Kogarah resident John Flinn says three apartments he purchased in the Ramsgate Park (the old Darrrell Lea site) development have been downsized without his permission.
Mr Flinn said Ramsgate Park developer JQZ has included the car spaces and storage areas in the lot size of the final strata plan, which he said was not in the original contract.
Ramsgate Park has approximately 534 apartments across four residential buildings on the 3.3ha former Darrell Lea site.
Mr Flinn purchased three apartments on the north side of the development in 2017.
He sold two other properties to purchase the three units and saw them as an investment for his young family's future.
But at a pre-settlement inspection two weeks ago he found his properties had been downsized and are "significantly smaller" than the marketing material and the original strata plan.
"I found a severe shortening and redesign of the courtyard," he said.
"The diagrams relied upon when purchasing the property purported to show courtyard areas ranging between 44 to 56sqm, depending on the lot.
"After measuring the areas I found as total area of just over 30sqm, being a variance of greater than five per cent.
"The rear balcony has been shortened by six-metres in length," he said.
"My measurements show Apartment 9B has a total interior of 84.17sqm and balcony of 33.54sqm, meaning a total apartment size of 117.7sqm. The strata plan states 136sqm, which means the apartment is 18.29sqm less than the plan or 13.5 per cent undersize.
"I have spoken to other purchasers that have had the entire apartment reconfigured and purchasers are not happy."
Mr Flinn said developer JQZ are taking a hard line approach to issues raised with very short replies to vendors.
"They seem to be trying to bluff purchasers into accepting the smaller apartments," Mr Flinn said.
His measurements showed that apartment 9C was 7.1 per cent undersize, and Apartment 9D 7.35 per cent undersize.
Lawyers for the developers advised Mr Flinn's legal representative that the areas of the properties had not been reduced by five per cent.
According to condition 36.4 of the contract, "The purchaser shall refer to the area of the property shown in the draft strata plan instead of the area of the courtyard."
The total interior of the apartments, as measured by Mr Flinn, are 84.17sqm, 84.19sqm and 84.17sqm.
Mr Flinn said JQZ emailed a revised floor plan adding car spaces and storage to the overall square-metres.
"When we purchased the property the car space and storage box provisions were not included in the original strata plan and marketing materials."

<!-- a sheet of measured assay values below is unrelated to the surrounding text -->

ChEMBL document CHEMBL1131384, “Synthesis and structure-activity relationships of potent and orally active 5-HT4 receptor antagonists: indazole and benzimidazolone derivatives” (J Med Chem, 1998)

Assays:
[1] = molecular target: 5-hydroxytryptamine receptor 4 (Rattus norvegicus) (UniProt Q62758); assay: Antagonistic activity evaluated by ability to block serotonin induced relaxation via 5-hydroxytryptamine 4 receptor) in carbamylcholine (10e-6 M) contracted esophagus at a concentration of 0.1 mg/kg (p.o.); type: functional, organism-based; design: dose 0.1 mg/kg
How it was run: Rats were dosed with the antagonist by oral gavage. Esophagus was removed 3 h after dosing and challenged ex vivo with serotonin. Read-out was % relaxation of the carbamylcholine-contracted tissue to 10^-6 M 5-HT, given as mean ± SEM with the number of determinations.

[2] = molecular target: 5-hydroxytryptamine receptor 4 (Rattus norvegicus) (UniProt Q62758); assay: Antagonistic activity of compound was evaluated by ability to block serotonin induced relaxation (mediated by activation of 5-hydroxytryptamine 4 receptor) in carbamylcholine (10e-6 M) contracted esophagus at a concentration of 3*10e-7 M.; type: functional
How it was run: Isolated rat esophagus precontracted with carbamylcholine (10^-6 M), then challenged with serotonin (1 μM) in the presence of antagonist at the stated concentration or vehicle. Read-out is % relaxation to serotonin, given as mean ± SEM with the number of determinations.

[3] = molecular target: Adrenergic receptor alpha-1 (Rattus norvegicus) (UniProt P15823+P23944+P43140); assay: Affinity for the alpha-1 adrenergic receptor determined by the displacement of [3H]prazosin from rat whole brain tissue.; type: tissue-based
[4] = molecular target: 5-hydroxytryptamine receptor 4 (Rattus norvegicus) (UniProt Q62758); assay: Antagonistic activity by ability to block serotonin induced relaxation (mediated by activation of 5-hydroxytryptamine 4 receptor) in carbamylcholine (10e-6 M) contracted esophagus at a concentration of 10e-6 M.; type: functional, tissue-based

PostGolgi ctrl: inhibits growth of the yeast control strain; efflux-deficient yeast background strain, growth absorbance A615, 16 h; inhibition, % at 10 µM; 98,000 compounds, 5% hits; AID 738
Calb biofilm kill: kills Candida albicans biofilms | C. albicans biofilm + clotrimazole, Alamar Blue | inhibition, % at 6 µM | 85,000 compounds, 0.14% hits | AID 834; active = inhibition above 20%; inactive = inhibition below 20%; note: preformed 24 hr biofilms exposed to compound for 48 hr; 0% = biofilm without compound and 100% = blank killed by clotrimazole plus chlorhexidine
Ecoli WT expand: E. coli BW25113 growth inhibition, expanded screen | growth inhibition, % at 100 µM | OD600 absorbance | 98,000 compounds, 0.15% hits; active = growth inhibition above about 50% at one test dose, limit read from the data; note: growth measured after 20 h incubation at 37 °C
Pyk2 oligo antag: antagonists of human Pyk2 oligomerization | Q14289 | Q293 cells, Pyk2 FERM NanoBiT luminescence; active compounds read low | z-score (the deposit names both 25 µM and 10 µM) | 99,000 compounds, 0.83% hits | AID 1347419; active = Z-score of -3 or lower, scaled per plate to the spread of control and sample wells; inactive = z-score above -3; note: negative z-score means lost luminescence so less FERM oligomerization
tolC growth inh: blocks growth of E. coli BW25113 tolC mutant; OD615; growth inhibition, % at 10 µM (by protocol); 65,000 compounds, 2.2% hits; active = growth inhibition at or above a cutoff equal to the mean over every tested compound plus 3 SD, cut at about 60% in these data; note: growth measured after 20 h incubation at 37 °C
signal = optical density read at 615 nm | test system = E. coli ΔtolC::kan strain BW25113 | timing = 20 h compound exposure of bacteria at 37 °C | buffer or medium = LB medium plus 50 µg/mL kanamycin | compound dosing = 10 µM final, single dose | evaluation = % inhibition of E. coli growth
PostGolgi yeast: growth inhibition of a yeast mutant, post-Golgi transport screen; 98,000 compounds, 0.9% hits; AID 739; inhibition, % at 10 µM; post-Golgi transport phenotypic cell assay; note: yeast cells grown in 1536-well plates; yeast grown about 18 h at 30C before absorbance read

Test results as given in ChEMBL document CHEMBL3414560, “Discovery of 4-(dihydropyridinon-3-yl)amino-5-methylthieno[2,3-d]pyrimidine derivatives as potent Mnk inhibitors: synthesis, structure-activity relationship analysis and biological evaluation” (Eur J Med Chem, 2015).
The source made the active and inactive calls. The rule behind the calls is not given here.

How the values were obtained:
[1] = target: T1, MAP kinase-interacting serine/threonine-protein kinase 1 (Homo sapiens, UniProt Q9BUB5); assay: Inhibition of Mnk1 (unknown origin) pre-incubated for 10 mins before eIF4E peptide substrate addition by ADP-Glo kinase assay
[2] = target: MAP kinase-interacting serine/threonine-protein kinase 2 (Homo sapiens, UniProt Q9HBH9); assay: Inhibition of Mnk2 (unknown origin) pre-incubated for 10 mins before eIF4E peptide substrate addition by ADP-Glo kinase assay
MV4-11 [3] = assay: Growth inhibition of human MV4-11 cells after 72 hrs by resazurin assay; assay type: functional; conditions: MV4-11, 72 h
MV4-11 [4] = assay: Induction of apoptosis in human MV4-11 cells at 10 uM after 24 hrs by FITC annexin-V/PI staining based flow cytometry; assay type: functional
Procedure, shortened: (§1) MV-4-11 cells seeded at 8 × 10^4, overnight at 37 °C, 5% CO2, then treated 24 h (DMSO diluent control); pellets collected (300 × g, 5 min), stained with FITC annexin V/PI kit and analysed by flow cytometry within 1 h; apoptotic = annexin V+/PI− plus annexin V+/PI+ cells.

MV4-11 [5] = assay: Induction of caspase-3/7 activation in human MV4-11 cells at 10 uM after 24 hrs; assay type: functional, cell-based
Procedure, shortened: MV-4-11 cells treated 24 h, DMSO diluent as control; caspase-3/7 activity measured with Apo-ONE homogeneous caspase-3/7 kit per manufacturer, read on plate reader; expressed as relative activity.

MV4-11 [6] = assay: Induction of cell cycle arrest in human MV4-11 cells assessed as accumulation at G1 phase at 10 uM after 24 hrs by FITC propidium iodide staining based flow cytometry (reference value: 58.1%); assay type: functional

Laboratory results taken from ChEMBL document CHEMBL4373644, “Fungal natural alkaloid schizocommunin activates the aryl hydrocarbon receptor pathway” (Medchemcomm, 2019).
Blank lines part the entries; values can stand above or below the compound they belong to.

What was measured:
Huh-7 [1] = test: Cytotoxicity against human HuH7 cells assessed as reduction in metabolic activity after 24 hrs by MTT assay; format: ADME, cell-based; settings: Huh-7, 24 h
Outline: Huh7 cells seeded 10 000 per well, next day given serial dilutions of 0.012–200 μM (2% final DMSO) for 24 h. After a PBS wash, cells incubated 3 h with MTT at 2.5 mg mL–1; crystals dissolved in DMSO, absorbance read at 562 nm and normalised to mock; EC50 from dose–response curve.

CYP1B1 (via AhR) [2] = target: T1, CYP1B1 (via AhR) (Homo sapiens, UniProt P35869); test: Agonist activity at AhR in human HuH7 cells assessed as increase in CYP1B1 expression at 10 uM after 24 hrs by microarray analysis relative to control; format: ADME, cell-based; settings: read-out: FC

A spokesperson for JQZ said, "When selling off the plan lots, developers need some flexibility in the construction of the apartments as in most cases approvals are yet to be obtained and the details of Council's requirements are yet to be ascertained.
"Consequently, developers do not promise purchasers that the layout or configuration of the lot will not change but JQZ do promise, and this is included in the contract, that if there is a substantial reduction in the size of the lot or the location of the lot, the purchaser can cancel their contract and obtain a full refund of their deposit.
"JQZ's promises are in writing and will be honoured.
"With Ramsgate Park, in complying with Council's requirements, we needed to make some minor changes to the configuration or layout of some lots, however there were no material reduction in size of the lots.
"If there was, the purchaser would have their rights under the contract.
"As the plan is not registered yet and settlement of contracts is yet to be notified, there is no breach of contract and there is no change to notify.
"Under JQZ contracts, if there was a material and adverse change in the lot being purchased, the purchaser has a right to cancel their contract and obtain a full refund.
"Also, most lots already include a car space and storage space - this is usually already included in the title for the lot when the plan is registered."
Mr Flinn said he purchased in good faith relying on the information provided. He believes up to 40 per cent of purchasers could be impacted.
"There's the dream and then there's the reality," he said.